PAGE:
A Cold Heart (Alex Delaware #17) - Jonathan Kellerman

In the past couple of months, I've been scarfing up Kellerman's Alex Delaware series like they were candy. I've imbibed them on audio, where they are narrated by the absolutely marvelous John Rubinstein.  I've decided to start reviewing them mainly because they're all beginning to blur together.  If there's such a thing as a "cosy psychological thriller," I'd say the Alex Delaware series fits the bill.  Sure, the psychpath of the week may be freaky, but unlike most of his peers, Alex Delaware has a collection of stable relationships and allies, and the endings also don't tend to involve bloodbaths or depressing catastrophes that rip the fabric of the protagonist's life apart. Plus, there's a dog. Unfortunately, Kellerman's talent is hidden within rather abysmal titles. I suppose they are intriguing enough, but for me, a major role of the title should be to identify the book after you've finished it.[1] Almost every single one I've encountered (e.g. "Compulsion", "Obsession", "Guilt", "Rage") is so vague and general that it could be applied to any bog-standard murder mystery out there. I'm going to start reviewing them, mainly so I can remember which ones I might want to reread. As far as titles go, A Cold Heart isn't the worst offender[2], but I sure as heck won't remember what it corresponds to in a month or so.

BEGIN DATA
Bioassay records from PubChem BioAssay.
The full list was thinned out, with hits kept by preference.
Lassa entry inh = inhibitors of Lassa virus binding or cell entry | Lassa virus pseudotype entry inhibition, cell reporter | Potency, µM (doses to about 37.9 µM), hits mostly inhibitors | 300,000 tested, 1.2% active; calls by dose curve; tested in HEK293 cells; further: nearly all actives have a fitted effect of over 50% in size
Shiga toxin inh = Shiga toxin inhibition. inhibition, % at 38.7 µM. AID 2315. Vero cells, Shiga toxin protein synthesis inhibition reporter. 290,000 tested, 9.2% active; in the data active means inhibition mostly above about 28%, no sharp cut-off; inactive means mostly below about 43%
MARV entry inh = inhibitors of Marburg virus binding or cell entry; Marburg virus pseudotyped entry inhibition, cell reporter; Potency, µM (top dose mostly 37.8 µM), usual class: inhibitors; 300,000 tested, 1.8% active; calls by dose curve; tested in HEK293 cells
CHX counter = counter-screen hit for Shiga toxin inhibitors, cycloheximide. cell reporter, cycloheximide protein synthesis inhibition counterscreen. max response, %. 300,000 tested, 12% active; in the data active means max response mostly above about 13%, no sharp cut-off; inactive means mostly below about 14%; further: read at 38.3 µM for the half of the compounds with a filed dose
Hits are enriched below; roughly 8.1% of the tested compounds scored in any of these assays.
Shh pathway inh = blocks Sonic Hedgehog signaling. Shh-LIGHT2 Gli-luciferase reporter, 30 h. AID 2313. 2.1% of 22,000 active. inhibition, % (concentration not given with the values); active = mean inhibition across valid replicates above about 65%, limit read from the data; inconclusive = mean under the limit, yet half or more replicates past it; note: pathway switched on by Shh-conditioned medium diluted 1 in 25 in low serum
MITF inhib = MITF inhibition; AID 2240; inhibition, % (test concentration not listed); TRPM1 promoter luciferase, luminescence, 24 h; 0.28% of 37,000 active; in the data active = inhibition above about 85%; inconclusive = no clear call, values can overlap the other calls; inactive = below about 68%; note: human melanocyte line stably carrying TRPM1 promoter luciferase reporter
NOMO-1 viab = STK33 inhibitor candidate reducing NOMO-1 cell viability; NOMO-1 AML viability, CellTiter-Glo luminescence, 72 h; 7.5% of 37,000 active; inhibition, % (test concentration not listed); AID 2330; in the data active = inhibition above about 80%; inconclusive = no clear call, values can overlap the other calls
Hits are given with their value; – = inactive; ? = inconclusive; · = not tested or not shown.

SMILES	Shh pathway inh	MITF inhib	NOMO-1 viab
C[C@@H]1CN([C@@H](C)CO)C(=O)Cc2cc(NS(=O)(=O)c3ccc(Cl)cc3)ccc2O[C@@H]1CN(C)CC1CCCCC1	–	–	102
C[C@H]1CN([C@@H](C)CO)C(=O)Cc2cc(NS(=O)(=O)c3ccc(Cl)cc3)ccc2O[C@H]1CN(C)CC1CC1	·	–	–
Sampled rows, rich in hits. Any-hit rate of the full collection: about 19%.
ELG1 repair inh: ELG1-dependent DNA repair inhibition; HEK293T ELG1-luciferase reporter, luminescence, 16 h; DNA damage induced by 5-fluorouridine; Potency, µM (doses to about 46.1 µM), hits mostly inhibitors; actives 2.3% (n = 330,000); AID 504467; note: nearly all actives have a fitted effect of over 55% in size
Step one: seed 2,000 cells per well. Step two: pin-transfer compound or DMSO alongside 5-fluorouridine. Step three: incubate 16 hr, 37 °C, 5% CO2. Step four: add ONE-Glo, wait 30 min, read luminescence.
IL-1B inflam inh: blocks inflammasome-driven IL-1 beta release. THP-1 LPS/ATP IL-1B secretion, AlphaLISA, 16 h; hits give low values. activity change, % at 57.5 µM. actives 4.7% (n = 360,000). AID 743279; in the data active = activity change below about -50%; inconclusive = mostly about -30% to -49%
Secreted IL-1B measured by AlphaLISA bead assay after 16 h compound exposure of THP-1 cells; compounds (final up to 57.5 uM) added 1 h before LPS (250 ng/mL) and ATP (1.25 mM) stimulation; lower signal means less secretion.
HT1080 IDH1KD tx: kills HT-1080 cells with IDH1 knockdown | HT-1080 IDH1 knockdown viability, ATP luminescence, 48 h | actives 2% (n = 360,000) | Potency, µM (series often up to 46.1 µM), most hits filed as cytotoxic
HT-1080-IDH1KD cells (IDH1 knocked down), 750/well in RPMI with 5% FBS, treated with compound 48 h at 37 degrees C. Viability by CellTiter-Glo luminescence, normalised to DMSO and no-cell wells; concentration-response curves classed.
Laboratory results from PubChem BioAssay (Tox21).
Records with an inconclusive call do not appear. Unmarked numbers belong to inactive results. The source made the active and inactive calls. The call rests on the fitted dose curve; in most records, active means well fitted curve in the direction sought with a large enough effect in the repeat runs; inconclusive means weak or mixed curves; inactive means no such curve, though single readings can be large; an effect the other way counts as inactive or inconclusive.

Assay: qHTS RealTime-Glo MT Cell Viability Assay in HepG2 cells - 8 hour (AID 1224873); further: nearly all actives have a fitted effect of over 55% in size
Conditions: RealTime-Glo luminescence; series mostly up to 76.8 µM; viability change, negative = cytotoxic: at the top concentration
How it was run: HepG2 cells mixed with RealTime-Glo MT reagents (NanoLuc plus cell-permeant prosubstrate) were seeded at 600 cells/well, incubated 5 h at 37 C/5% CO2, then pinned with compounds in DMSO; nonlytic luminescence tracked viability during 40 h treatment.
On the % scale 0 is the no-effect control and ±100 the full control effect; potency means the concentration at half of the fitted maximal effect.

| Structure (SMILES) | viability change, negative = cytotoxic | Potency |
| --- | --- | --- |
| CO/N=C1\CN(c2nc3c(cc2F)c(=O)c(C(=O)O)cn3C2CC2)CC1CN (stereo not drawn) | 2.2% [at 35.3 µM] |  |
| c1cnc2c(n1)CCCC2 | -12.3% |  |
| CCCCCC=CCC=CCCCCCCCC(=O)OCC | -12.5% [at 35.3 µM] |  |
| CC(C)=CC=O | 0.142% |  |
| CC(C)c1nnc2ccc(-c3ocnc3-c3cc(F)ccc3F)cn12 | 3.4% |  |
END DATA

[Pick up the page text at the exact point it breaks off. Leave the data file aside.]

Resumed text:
Alex is still reeling from the most recent upheaval in his life.  His long-time partner, Robin, has left him. Again. Deciding that his life in crime is too much for her to handle (bk 15), she has taken up residence with a fellow artist and has brought Spike, their bad-tempered French bulldog, with her, leaving Alex alone in the echoing house they once shared. Alex has taken time off of his work as a police consultant, but when Milo calls him in on a new case, he's eager to start back up.  An inoffensive artist--a rising star--has been strangled on the night of her comeback show.  Alex starts to wonder if the case might be connected to the recent murder of a blues singer who also died on the night of his comeback.  Milo and Alex join forces with Detective Petra Connors and her new partner, and it isn't long before they realise that far too many rising stars have been prematurely shot down....

For my feeble memory: (HARDCORE ENDING SPOILER) the serial killer is a professor at a local school who may or may not have dragged in a young loner student.  The prof is a grown-up rich kid who sees himself as DaVinci but has failed to succeed in everything from dance to art to music and is semi-cannibalistically destroying minor starlets.  He still sees himself as a writer and has therefore left them alone.  The issue of whether the red-herring-kid was actually involved is left open.

(show spoiler)